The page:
Giants

Presented By ToastToBoch2019
Giants

SAN FRANCISCO -- Bruce Bochy and Madison Bumgarner didn't want to get ahead of themselves. When discussing Game 162, they would only mention the possibility that the longtime staff ace could take the ball in Bochy's final game managing the Giants. 

There was no other way this could go, though. The Giants moved pieces around to assure that Bumgarner toes the rubber for Bochy for the 290th time in the regular season. There were also 16 times when they teamed up in the postseason, and in large part because of the duo, there are three trophies lined up at Oracle Park. 

Bumgarner and Bochy have seen the highest highs together, and in Part IV of this series of exit interviews -- if you missed it, here are Pablo Sandoval, Brandon Belt and Brandon Crawford -- Bumgarner talks about a man who is not just his manager, but one of his close friends, as well: 

NBC Sports Bay Area: Do you remember the first time you met Bochy and your first impression of him? 
Madison Bumgarner: "I remember seeing him. I can't remember if I met him or not, but it was either instructional league or spring training. I saw him there. I remember pitching and seeing him up on the walkway there, him and Rags and Sabean. I remember him not talking much. Sometimes it takes him -- when you say something, 'hello' or something as you're passing by -- it takes him about 30 seconds to get back to you. The first couple of times I thought, 'Man, this guy ain't much for talking,' which is fine with me.

 

"But I ended up kind of figuring him out a bit and getting to know him and that's just how it is."

How has your relationship with Bochy evolved over the years? 
"More than anything, now I just don't give a s--- if he don't say nothing back to me. No, we've gotten to know each other really good. We talk quite a bit. I'll go stop in his office and we'll talk about baseball and other stuff, too, but obviously with what we're doing it's mostly baseball." 

What has made him such a successful manager?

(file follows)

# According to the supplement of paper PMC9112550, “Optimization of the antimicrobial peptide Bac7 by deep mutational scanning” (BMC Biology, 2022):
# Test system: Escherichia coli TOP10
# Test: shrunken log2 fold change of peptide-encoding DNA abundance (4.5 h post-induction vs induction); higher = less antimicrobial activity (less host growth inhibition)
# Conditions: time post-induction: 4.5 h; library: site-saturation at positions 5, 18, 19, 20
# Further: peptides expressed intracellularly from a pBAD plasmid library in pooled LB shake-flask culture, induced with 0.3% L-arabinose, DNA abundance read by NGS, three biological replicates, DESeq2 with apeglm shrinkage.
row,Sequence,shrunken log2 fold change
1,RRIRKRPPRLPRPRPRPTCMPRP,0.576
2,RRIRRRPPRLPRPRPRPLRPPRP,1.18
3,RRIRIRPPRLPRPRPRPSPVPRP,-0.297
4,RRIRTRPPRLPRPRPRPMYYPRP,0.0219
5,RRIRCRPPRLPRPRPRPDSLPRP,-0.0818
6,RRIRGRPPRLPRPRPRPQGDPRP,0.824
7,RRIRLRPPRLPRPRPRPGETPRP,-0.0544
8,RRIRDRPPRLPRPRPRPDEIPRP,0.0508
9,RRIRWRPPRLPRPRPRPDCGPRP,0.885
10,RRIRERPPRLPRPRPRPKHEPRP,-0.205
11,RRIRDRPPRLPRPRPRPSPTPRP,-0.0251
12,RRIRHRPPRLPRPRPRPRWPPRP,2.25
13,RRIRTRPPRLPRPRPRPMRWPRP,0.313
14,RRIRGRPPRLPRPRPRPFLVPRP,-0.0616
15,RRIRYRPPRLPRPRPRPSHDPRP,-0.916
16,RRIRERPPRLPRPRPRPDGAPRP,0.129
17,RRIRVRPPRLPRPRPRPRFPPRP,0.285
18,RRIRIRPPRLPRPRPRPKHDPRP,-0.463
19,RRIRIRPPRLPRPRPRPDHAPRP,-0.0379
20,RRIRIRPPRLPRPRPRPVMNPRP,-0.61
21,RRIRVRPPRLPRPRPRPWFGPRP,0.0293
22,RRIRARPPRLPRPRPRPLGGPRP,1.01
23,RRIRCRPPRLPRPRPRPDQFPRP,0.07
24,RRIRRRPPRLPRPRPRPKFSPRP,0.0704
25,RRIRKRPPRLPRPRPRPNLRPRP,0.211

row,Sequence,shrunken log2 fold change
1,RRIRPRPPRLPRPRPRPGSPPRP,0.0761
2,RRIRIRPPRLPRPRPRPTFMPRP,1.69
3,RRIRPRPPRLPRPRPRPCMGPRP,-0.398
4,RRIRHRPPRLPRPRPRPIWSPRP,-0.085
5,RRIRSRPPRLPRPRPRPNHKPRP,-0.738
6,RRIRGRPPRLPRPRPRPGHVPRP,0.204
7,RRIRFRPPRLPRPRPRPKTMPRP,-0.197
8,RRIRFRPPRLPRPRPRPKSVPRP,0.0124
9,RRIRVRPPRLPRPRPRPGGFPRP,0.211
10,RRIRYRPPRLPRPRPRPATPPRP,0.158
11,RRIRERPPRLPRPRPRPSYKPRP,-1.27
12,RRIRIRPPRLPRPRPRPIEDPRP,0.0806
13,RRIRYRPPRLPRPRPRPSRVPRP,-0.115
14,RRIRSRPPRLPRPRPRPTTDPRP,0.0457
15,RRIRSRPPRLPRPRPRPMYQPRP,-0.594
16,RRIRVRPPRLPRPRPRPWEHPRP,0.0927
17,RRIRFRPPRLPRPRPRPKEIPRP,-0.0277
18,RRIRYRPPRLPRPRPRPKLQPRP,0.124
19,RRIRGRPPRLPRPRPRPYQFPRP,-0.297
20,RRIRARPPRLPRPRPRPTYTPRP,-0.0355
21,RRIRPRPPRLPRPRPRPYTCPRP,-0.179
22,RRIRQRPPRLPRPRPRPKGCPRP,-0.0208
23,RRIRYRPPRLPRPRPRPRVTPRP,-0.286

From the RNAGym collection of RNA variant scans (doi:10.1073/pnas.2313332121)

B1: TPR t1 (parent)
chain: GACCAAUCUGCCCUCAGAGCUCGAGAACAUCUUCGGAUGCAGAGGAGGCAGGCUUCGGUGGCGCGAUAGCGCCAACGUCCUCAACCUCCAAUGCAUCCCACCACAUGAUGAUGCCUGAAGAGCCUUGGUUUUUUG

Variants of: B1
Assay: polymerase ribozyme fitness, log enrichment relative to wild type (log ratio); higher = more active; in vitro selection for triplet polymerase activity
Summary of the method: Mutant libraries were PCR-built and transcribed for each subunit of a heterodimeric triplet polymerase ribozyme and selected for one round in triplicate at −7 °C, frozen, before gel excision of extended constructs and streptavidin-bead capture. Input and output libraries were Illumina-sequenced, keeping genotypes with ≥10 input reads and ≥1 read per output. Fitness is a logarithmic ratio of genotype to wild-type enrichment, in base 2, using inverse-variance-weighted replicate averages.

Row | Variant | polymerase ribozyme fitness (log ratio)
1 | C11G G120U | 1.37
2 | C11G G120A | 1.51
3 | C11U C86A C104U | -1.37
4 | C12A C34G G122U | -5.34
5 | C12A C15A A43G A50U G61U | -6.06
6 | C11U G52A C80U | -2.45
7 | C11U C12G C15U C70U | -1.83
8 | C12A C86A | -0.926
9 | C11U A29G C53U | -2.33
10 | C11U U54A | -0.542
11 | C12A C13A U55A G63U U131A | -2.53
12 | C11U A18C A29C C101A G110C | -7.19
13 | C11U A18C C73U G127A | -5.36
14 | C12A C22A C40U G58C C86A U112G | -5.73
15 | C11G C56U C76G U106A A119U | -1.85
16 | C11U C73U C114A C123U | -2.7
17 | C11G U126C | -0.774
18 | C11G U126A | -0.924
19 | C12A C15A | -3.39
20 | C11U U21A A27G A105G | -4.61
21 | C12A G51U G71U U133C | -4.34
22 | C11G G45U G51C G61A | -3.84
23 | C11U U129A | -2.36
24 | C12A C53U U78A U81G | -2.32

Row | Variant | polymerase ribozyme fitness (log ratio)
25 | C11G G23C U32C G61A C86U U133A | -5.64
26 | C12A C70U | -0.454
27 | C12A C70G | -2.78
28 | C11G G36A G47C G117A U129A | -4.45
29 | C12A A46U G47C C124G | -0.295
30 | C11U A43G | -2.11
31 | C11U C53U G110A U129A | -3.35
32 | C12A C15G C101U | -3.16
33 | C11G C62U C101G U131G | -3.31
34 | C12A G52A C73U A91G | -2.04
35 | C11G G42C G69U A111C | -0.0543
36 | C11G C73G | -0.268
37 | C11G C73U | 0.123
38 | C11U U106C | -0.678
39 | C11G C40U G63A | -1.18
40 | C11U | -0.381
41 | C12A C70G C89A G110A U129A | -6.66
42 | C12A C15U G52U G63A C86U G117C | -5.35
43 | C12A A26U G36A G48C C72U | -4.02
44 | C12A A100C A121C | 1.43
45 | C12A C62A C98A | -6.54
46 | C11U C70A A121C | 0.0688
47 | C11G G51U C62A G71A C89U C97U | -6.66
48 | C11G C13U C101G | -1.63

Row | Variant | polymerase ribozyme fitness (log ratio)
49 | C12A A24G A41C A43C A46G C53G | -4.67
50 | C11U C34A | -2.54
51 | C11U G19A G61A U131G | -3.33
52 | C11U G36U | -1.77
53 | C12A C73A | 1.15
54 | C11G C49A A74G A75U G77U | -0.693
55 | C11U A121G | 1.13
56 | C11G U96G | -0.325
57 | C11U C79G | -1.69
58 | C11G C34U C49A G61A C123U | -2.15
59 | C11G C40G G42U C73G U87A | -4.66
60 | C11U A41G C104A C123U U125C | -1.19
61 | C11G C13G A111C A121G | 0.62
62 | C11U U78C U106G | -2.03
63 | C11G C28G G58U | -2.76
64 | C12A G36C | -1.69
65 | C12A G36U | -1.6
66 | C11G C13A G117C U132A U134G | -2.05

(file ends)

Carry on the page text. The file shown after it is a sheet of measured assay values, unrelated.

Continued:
"He's just got a really high baseball IQ and the competitiveness. Both of those kind of morphed together is a pretty special combination. The game never gets too fast for him. He's always one step ahead. No matter how far you've thought it out, he's always a step ahead."

Have there been times when you didn't see eye to eye? 
"Yeah, often, actually -- like when we put Belt in left field, for example. There have been a lot of times. Just because we're friends and he's the manager, we're not afraid to kind of get after each other a little bit if I think something is better or if he thinks something is better. But we don't get mad at each other for long. We might get frustrated with each other for a minute and then it's gone. We're comfortable around each other and he's always got a reason for everything he does. Same for me, but you don't always agree with everybody.

"I enjoy that part, actually, that we're comfortable enough where we can disagree and talk about something, maybe yell at each other, and then everything is fine. There's no grudge-holding, there's no lingering anger or anything like that."

[RELATED: Former Giant Panik congratulates Bochy on his retirement]

What's something fans don't know about him?
"He looks like he's always into the game and lives and dies on every pitch, every play, just like we do, but he can also keep it light at the same time. We might be at a really tough spot in the game or something bad just happened and he's mad about it, he's pissed that things didn't go the way we wanted it to, but he'll come up and make a joke to somebody if he feels like that's what the situation calls for.

 

"He's just got a good feel for the team and all the personalities and stuff." 

Do you think he will manage again?
"Can I say maybe? I'll say maybe. I'll say maybe. He's done this his entire life and he still enjoys it. I think it's just, if maybe the opportunity is just right for him, whatever that is, depending on the direction the game goes. It's changed so much over the last 10 years. It's always changing but I feel like the last 10 years it's changed dramatically."